It wound up being for naught, but the New York Giants closed out their season by defeating the rival Dallas Cowboys 23-19. By winning, the Giants put themselves in line to win the NFC East and go to the playoffs if the Washington Football Team lost to the Philadelphia Eagles on Sunday Night Football. Washington eventually won that game, thanks to Eagles coach Doug Pederson inexplicably benching quarterback Jalen Hurts for third-stringer Nate Sudfeld for the fourth quarter. Regardless of Philadelphia’s disgraceful display costing them a postseason berth, New York can at least hold their heads high knowing they took care of their own business on Sunday.
Big Blue’s victory over Dallas followed a similar script to pretty much all of their wins this season. Their offense managed to score in the high-teens to mid-twenties, and they relied on their defense to close out the game while clinging to a narrow lead. This game was truly one of two halves, as the Giants scored all three of their touchdowns in the first half, and allowed the Cowboys to nearly complete a comeback in the second half.
The Giants started the game off brilliantly, putting together a seemingly effortless six-play, 78-yard drive capped by a 23-yard touchdown run on an end-around by Sterling Shepard. On New York’s next possession, a botched handoff to Wayne Gallman led to a fumble, which set up a Dallas field goal that put the visitors on the board. The two teams traded punts over the next six possessions.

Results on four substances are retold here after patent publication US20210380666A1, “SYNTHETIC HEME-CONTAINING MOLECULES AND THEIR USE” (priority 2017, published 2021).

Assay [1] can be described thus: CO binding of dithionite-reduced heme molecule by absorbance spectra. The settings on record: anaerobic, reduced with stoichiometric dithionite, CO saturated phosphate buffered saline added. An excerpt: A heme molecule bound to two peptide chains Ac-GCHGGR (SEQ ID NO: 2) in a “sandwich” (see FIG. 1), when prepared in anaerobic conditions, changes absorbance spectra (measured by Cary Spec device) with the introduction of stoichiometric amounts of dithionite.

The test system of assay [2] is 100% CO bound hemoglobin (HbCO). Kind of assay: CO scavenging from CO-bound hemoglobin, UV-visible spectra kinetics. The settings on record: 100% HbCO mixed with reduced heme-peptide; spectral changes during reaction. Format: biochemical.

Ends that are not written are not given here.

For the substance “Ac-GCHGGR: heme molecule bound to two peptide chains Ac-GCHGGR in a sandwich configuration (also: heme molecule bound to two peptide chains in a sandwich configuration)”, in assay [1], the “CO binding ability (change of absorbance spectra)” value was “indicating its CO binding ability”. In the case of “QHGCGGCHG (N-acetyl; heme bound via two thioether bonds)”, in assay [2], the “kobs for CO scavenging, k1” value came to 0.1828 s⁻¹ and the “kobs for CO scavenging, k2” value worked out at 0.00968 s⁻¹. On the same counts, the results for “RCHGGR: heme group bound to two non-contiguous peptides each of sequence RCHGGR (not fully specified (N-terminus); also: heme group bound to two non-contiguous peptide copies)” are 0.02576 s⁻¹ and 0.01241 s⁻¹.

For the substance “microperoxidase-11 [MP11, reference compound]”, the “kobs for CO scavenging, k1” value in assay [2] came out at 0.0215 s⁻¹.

With just under 10 minutes left in the second quarter, Big Blue executed another six-play touchdown drive, this time aided by a Jourdan Lewis personal foul penalty and finished off by a 10-yard pass to Shepard. Dallas responded with another field goal, but on the Giants next possession, Daniel Jones threw a 33-yard touchdown pass to Dante Pettis to put New York up by two majors. The Cowboys kicked a 57-yard field goal with time expiring, giving New York a 20-9 lead heading into halftime.
The second half is when Dallas’ offense found some rhythm, and New York made multiple costly mistakes. After the Cowboys’ opened the half by going three-and-out, Jones threw a pass that went through the hands of Evan Engram, bounced off his helmet, and ricocheted right to Chidobe Awuzie for an interception. Dallas took advantage of their free possession with a 10-play, 62 yard touchdown drive capped by a one-yard Ezekial Elliott plunge.
On their next possession, the Cowboys embarked on a 13-play, 62-yard drive that led to another field goal after stalling in the red zone. That cut New York’s lead down to just 20-19, but Dallas was held scoreless for the rest of the way. After the teams traded punts, the Giants kicked a 50-yard field goal to stretch their lead to four. New York only put themselves in field-goal range with a controversial 10-yard reception by Pettis that set them up at Dallas’ 32-yard line. Replays clearly showed the ball hitting the turf before Pettis secured it, but mysteriously, Cowboys head coach Mike McCarthy didn’t challenge the call on the field of a catch.
Now needing a touchdown to win it, Dallas used up 17 plays and over five minutes to get into the red zone, but Andy Dalton threw an interception to Xavier McKinney in the endzone that effectively ended the game. The big play in New York’s defensive stand was a 10-yard sack of Dalton by Leonard Williams on a first-and-goal from the seven-yard line.